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13th March 2024

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Global Equity Market Update: All-Time Highs and Tech Boom.

While February weather was mild but miserable (in the south of England at any rate), global stock markets were of a rather sunnier disposition.

US, Japan and German exchanges have hit all-time highs; AI chipmaker Nvidia continued its dizzying ascent, up another 29% in sterling terms through February and over 60% for 2024 so far.  With perhaps disappointing predictability, retail savers (typically unadvised, DIY investors) have been leaping on the US market-boom bandwagon by pouring money into technology funds.  As ever, past performance is not necessarily a guide to future growth; passively investing in the so-called Magnificent 7* has not been the panacea expected.  There is a widening dispersion of returns across these companies: while Nvidia is shooting the lights out, Tesla is down 18%, and Apple down 5% so far this year.  

The US now accounts for approaching 70% of world stock markets.  Anyone who holds a global equity index-tracking fund is likely to have over 20% of their money invested in just seven companies, despite there being over 55,000 listed companies across the world available for investment.  This year’s surge in global equity performance (excluding the UK, but more on that later) has driven commentators to debate on whether US shares might be forming a speculative ‘bubble’. For context, 15 months ago Nvidia was worth $280bn – it has now surpassed $2 trillion, and is worth more than AT&T, Boeing, Coca Cola, Disney, FedEx, GM, IBM, MacDonalds, Nike, Starbucks, UPS and Walmart...combined!  It’s price is discounting the next 70 years of current earnings, which appears to be a huge bet on Nvidia being the sole beneficiary of the AI ‘revolution’. Further analysis tells us that the gap between valuations of growth companies (who reinvest profits rather than distributing them as dividends) and so-called ‘value’ companies (more mature, typically non-tech companies that do pay dividends) is the widest it has been since 1999, barring a brief period in the 2020 ‘COVID bounce’. 

Global Elections and Stock Market Performance

Given we are in a year where over half the world’s electorate will vote for a potential new government, it’s likely some politicians in government may signify stock market performance as a barometer for their economic management.  However, there isn’t much of a relationship between stock market and economic performance.  The former is forward looking, accounting for monetary policy, share ownership and cash flows; most listed companies’ performance reflects a kaleidoscope of global economic conditions, not those of the country in which they’re listed.  It's small- and medium-sized businesses that matter most in terms of employment and GDP.  Public sector employment and economic activity can also outweigh listed companies’ contribution. 

Japan is a case in point; in February it’s Nikkei 225 index closed above its previous high reached in 1989.  It has been the world's best-performing major index in 2024, surging 13% for sterling investors and trouncing the impressive near-7% advance of the S&P 500.  However, those record gains coincide with its economy being in recession - note Germany has overtaken Japan as the world's third largest economy by nominal GDP.  A weak yen due to negative interest rates, along with an ageing population and a low birth rate, have contributed to nominal GDP falling by over a third since 2012.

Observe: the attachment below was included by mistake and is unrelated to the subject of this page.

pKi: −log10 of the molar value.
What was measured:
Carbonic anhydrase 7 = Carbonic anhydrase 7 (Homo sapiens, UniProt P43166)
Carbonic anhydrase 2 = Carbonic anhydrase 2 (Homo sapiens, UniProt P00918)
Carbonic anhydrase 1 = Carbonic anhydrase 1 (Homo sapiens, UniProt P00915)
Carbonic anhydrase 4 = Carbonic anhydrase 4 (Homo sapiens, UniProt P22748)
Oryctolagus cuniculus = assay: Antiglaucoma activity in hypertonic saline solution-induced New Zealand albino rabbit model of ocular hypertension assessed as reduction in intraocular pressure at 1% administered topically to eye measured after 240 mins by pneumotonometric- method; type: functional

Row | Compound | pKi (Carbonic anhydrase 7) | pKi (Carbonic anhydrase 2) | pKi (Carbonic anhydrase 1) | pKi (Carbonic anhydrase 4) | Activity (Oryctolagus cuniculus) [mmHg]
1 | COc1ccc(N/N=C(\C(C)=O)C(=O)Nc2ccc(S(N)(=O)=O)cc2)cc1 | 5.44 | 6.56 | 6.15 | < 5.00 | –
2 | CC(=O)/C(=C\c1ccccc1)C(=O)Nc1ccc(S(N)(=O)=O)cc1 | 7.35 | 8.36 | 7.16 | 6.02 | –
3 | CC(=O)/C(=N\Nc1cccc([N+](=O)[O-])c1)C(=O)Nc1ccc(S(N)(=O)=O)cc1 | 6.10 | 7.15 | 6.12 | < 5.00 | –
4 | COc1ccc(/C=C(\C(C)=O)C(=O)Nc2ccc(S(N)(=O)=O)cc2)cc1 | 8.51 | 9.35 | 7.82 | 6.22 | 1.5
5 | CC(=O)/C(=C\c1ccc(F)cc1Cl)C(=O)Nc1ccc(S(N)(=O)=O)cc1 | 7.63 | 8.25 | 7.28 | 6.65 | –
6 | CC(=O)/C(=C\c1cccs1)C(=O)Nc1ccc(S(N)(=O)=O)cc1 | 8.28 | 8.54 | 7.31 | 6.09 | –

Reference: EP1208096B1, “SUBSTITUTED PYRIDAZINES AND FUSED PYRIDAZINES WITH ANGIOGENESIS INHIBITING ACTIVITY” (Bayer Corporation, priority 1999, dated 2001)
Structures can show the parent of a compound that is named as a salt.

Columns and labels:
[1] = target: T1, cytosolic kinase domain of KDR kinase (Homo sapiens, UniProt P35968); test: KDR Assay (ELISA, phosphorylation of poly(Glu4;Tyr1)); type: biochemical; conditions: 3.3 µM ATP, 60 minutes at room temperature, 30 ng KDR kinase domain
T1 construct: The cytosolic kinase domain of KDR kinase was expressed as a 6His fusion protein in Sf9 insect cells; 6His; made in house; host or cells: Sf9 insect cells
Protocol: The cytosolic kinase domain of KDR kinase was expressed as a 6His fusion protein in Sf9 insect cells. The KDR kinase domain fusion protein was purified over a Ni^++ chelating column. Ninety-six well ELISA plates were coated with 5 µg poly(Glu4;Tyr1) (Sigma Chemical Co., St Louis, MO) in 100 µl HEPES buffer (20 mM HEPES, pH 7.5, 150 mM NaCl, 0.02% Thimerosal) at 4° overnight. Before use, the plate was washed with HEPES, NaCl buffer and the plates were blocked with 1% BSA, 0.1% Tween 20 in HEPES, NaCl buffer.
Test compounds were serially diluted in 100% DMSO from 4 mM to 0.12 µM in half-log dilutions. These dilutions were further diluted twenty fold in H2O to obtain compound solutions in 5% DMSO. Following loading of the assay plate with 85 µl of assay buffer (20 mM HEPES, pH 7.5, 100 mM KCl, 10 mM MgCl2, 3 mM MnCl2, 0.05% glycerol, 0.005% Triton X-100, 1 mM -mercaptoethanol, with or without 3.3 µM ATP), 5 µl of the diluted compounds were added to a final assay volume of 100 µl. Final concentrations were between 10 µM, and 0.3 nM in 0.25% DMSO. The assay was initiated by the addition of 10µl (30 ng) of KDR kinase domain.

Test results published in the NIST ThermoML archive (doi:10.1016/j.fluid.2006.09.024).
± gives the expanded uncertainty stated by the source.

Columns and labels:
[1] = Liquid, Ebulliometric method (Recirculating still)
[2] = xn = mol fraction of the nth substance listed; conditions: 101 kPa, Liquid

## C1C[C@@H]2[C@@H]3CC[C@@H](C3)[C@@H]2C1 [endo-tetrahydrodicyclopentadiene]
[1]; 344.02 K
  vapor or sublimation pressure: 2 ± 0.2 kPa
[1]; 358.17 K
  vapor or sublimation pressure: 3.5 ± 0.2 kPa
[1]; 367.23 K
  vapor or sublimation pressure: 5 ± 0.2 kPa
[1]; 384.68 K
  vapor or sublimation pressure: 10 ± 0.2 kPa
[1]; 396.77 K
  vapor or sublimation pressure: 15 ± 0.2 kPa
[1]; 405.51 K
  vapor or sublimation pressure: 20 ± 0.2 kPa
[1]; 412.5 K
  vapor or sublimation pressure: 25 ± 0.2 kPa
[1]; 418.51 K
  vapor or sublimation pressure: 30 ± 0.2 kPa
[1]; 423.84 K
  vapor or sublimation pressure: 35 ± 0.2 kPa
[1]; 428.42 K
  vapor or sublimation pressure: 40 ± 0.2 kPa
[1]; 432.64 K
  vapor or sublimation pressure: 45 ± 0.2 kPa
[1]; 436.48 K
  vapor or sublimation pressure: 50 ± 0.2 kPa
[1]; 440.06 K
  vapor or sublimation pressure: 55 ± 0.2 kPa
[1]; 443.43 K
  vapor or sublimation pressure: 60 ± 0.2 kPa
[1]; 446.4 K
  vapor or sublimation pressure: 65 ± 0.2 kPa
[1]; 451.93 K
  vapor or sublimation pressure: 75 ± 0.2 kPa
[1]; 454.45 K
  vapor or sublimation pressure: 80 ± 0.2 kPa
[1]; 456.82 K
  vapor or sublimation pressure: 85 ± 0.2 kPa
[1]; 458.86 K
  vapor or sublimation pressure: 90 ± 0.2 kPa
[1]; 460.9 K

In contrast, UK GDP has been rising slowly over the same period, yet its stock market (in capital terms) performance remains disappointing, the FTSE All-Share index being more or less where it was six years ago.  So far in 2024, the index of the UK’s largest 100 companies is down a little, while medium and small companies are down closer to 3%. However, because of the UK’s dividend driven investment culture, on an income reinvested basis the total UK market has returned over 35% since 2018.  Looking further back, on New Year’s Eve 1999 the FTSE 100 stood at 6930, and as at the end of February 2024 was only 700 points higher, ie up around 10%.  That equates to a return of around 0.4% a year. However, the FTSE 100 Total Return index covers all the same companies but assumes their dividends are rolled up; that index is up 161% over the same period, ie 4% per annum growth.  This demonstrates a surprising lesson – that reinvested dividends account for 90% of long-term UK equity returns.  In the US, the proportion has been less than half that.

Gold and Bitcoin Hit Record Highs

Finally, we should mention that Gold and Bitcoin also reached all-time highs.  Bitcoin has become little more than a weathervane for risk tolerance, but Gold has generally been strong when all other assets are stressed, so how do we explain its ascent when all seems to be going well?  Simply put, in the absence of market stress, Gold has an inverse relationship with interest rates because it generates no income.  It appears gold bugs are expecting imminent and significant interest rate cuts, or more ominously market stress, eg the bursting of a tech-market bubble. 

* Alphabet, Apple, Amazon, Meta, Microsoft, Nvidia, Tesla

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